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The Credit Crisis of the Century

analytical Essay
1459 words
1459 words
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The financial crisis of 2007 should be referred to as the credit crisis of the century. Despite what many Americans may believe, the financial crisis was a worldwide fiasco that affected everyone. There is no one to particularly blame for the financial crisis of 2007, but the understanding of subprime mortgages, collateralized debt obligations, credit default swipes, and frozen markets can explain the economic devastation that is still felt today. The financial crisis of 2007 is a huge cycle. It began by brining two groups of people together that had no prior direct relationship history. These two groups of people are homeowners and investors. During the explanation of how the financial crisis occurred, allow homeowners to represent mortgages and investors to represent money. These mortgages in turn represent houses and the money represents large institutions such as pension funds, mutual funds, sovereign funds, and insurance companies. These groups are brought together through the financial system, which consist of a variety of investment banks and brokers commonly referred to as Wall Street. Though it may not seem like it, the banks on Wall Street are closely connected to the houses on Main St. Before the financial crisis of 2007, the economy had been doing well. Investors had a plentiful of money and were looking for opportunities to invest. Traditionally these investors would go to the Federal Reserve in which they could buy treasury bills. Treasury bills were believed to be the safest investment at the time. However, in response to tragic events of September 11th 2001, Federal Reserve chairman, Allen Greenspan lowered interest rates to one percent. His intentions were to keep the economy strong during times of turmoil. As ... ... middle of paper ... ... demand. Based on a dissertation written by BBBBB QE@2 can be seen as unnecessary and a wasted effort of the government to fix the financial crisis. The overall vie of quantitative easing is that is should be done, even if it has no effect on long term yields because it does no harm. The third and final attempt of the government to fix the financial crisis is the Operation Twist approach. This approach can be viewed as a mixture between QE1 and QE2. Slowly the economy is recovering from the financial crisis of 2007. As there is no one entity to blame for the financial crisis the all are victims of the rippling effect. Although the government has made attempts to save the economy from falling into a depression, there are no signs of huge growth in the housing market in near future. With the debris of this crisis still visible to many, the only true healer is time.

In this essay, the author

  • Argues that subprime mortgages, collateralized debt obligations, credit default swipes and frozen markets can explain the economic devastation that is still felt today.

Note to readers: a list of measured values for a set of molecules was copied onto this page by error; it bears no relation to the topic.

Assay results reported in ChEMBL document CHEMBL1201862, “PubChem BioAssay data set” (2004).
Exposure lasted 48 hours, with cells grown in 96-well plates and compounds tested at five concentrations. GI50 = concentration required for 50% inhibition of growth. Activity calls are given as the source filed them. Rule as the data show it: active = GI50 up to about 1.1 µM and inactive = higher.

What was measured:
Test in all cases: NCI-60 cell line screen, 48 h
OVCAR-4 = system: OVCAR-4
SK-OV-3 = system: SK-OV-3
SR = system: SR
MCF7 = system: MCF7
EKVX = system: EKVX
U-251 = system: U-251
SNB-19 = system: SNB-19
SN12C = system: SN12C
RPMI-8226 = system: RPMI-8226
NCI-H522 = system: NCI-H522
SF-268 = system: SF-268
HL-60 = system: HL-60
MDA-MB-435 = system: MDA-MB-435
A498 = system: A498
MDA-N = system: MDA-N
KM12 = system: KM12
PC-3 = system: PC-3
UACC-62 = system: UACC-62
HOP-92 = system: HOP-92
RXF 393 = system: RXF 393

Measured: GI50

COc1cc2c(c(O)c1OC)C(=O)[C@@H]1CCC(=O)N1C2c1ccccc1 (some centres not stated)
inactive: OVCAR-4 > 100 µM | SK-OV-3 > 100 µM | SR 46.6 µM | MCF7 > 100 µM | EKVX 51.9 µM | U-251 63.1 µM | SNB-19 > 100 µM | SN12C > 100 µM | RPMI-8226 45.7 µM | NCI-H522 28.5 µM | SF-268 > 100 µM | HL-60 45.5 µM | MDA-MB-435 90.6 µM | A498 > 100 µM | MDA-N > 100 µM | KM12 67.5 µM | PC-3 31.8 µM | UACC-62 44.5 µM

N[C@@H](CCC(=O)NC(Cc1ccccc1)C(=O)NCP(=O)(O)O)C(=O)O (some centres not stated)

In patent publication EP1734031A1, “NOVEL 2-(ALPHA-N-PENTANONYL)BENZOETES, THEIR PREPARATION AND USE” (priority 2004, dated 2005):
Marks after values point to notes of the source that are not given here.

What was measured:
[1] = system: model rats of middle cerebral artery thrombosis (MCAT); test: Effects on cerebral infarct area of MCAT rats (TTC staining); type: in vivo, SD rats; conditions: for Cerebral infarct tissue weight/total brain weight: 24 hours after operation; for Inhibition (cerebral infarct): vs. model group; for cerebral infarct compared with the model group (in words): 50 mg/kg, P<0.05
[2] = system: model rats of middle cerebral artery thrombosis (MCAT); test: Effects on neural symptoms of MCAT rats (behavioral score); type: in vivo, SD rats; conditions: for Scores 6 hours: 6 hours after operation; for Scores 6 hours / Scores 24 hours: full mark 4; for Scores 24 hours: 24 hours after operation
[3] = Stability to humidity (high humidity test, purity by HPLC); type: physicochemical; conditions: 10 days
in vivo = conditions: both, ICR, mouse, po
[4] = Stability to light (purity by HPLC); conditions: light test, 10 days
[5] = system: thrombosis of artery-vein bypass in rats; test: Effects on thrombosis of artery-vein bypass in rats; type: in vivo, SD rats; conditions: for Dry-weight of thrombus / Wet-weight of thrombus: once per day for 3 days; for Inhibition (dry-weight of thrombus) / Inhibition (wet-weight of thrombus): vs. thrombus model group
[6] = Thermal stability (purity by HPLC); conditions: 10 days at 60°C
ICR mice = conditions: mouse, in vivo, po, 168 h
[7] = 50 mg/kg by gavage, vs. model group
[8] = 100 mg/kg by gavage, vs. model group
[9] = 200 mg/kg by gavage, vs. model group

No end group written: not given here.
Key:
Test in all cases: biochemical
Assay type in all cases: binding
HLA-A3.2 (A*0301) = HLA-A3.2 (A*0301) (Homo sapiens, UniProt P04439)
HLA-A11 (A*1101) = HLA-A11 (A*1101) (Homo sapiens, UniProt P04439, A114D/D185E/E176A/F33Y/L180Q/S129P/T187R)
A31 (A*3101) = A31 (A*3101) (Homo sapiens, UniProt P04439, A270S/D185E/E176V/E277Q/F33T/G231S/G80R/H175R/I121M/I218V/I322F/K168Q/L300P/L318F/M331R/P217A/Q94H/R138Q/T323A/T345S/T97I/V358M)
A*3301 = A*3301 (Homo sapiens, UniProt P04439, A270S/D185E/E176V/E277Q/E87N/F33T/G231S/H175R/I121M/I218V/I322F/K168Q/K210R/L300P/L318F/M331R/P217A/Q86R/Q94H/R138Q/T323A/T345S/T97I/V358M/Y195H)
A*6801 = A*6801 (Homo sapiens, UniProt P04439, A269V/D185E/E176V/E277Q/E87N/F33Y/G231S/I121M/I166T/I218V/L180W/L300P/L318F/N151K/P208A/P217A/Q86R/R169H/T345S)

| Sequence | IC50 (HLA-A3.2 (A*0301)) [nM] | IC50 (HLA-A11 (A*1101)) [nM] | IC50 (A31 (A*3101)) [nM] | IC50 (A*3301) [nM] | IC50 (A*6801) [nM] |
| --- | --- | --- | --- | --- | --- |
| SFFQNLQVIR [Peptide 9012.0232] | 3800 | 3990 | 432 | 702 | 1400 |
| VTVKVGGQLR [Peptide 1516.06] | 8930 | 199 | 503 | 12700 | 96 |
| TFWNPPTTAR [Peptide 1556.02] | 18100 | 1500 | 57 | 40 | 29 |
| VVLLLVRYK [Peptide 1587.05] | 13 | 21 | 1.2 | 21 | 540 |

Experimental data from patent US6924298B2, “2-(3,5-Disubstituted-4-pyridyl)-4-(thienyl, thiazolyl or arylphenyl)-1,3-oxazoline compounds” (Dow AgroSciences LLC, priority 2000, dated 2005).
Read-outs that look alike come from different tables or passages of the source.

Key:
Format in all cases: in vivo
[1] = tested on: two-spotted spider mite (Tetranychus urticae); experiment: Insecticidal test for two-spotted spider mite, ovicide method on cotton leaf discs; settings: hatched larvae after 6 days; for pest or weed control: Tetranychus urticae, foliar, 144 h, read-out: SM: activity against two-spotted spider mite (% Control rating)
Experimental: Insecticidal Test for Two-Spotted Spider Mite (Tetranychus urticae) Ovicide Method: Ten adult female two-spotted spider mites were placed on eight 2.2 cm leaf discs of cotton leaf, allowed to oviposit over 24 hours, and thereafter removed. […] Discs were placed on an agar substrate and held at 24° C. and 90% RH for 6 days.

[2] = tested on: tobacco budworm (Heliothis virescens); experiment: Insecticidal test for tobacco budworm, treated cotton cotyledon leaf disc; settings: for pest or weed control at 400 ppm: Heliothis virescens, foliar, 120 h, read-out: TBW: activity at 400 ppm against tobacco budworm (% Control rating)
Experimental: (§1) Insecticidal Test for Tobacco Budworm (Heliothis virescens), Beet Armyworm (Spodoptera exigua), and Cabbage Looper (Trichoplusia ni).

• Explains how the financial crisis of 2007 began by brining two groups of people together that had no prior direct relationship history.
  • Explains that before the financial crisis of 2007, investors had abundant money and were looking for opportunities to invest. the federal reserve chairman, allen greenspan, lowered interest rates to one percent to keep the economy strong.
  • Explains that moral hazard and cheap credit allowed investment banks to go make deals using leverage. leverage is borrowing money to amplify the outcome of a deal.
  • Explains how successful leveraging deals in the early 2000’s caused wall st to grow exponentially and investors began to want in on some of the action. the financial systems connected the investors directly to the homeowners through the use of mortgages.
  • Explains that investment banks bought mortgages directly from mortgage lenders and now sell them to investors, hedge funds, and investors.
  • Explains that the banker now wants more profits and calls the mortgage lender to find more homeowners. the only issue is that all of the qualified homeowners have homes.
  • Explains how the subprime mortgages became colossal when investment bankers began to own more homes and bring in less mortgage payments.
  • Describes how the investment banker is left with houses that have no value and calls up other investors in an attempt to sell the cdo but the investor is no longer interested because he is in the same situation. the ripple effect is at its peak and everyone goes bankrupt.
  • Explains that the government attempted to save the economy three separate attempts. quantitative easing is a monetary policy approach of purchasing large quantities of long term assets.
  • Analyzes how the second round of quantitative easing came in 2010 when the government decided to purchase over $600 billion in treasury bills over a six month period.
  • Opines that the only true healer is time. the government has tried to save the economy from falling into a depression, but there are no signs of huge growth in the housing market in near future.
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